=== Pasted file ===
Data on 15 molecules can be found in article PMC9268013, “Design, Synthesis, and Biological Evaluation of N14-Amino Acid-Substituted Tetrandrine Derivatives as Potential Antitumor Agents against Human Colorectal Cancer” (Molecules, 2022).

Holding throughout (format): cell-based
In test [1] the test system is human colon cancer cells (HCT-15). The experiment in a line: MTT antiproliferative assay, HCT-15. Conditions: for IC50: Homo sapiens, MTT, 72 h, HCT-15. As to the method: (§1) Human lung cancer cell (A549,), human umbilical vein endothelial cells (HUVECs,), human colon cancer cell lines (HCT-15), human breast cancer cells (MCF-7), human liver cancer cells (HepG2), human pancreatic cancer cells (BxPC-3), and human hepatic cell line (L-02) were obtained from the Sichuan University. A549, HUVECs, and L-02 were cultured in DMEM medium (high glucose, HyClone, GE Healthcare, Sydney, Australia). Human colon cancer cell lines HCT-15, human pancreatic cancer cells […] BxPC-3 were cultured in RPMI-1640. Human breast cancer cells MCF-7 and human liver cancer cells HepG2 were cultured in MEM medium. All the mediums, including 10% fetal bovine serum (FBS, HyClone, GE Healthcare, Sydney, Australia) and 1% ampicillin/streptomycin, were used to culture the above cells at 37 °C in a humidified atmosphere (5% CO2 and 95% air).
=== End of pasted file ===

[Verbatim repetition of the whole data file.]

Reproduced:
Data on 15 molecules can be found in article PMC9268013, “Design, Synthesis, and Biological Evaluation of N14-Amino Acid-Substituted Tetrandrine Derivatives as Potential Antitumor Agents against Human Colorectal Cancer” (Molecules, 2022).

Holding throughout (format): cell-based
In test [1] the test system is human colon cancer cells (HCT-15). The experiment in a line: MTT antiproliferative assay, HCT-15. Conditions: for IC50: Homo sapiens, MTT, 72 h, HCT-15. As to the method: (§1) Human lung cancer cell (A549,), human umbilical vein endothelial cells (HUVECs,), human colon cancer cell lines (HCT-15), human breast cancer cells (MCF-7), human liver cancer cells (HepG2), human pancreatic cancer cells (BxPC-3), and human hepatic cell line (L-02) were obtained from the Sichuan University. A549, HUVECs, and L-02 were cultured in DMEM medium (high glucose, HyClone, GE Healthcare, Sydney, Australia). Human colon cancer cell lines HCT-15, human pancreatic cancer cells […] BxPC-3 were cultured in RPMI-1640. Human breast cancer cells MCF-7 and human liver cancer cells HepG2 were cultured in MEM medium. All the mediums, including 10% fetal bovine serum (FBS, HyClone, GE Healthcare, Sydney, Australia) and 1% ampicillin/streptomycin, were used to culture the above cells at 37 °C in a humidified atmosphere (5% CO2 and 95% air).